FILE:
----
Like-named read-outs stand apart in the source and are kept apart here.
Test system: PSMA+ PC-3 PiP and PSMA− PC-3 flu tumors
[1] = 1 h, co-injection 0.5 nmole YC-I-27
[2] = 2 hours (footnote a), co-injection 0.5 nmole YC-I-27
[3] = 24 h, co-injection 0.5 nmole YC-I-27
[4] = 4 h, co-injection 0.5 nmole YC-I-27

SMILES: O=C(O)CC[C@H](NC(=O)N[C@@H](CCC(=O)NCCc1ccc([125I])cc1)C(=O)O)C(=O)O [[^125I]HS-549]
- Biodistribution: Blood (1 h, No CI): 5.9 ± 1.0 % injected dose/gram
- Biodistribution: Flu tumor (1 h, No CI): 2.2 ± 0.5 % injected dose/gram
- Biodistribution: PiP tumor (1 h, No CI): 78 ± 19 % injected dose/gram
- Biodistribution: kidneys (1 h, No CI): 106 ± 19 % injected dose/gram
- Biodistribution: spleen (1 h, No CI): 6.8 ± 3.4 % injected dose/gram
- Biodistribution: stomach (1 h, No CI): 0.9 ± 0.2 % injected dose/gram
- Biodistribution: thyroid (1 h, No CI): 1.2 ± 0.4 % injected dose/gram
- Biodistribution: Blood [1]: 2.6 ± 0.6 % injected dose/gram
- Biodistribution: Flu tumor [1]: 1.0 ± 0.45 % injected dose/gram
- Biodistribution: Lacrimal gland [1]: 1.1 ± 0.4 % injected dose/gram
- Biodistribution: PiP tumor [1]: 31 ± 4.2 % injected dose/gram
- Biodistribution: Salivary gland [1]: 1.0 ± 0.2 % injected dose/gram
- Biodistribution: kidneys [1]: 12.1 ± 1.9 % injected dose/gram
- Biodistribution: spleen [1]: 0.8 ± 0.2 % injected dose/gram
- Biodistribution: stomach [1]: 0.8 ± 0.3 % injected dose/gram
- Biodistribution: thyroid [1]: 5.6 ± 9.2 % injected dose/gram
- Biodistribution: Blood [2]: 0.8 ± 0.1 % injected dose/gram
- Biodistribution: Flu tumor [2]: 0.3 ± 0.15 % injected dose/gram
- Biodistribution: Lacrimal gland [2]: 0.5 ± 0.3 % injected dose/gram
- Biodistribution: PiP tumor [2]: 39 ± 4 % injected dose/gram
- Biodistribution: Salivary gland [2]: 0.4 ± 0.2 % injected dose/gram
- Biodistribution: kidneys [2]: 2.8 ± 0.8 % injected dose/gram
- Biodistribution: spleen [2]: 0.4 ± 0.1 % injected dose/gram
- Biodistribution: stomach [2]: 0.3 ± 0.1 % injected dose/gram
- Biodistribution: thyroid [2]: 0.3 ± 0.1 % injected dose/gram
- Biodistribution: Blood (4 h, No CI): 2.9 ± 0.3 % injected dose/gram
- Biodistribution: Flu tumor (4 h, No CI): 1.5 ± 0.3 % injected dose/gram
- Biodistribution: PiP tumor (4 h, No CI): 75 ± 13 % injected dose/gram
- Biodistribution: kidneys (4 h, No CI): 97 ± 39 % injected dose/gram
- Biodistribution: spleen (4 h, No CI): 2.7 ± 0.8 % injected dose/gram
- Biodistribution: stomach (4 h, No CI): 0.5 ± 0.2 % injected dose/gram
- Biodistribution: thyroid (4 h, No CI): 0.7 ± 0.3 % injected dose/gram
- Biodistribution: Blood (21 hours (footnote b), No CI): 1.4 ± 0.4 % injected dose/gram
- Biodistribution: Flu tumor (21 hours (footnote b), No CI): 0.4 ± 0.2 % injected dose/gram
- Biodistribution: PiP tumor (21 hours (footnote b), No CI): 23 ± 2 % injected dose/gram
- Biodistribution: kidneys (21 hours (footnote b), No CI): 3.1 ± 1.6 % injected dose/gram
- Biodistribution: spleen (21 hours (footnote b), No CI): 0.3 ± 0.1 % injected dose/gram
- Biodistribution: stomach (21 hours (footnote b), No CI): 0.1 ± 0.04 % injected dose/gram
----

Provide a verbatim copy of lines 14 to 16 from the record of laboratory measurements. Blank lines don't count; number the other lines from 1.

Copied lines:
- Biodistribution: thyroid (1 h, No CI): 1.2 ± 0.4 % injected dose/gram
- Biodistribution: Blood [1]: 2.6 ± 0.6 % injected dose/gram
- Biodistribution: Flu tumor [1]: 1.0 ± 0.45 % injected dose/gram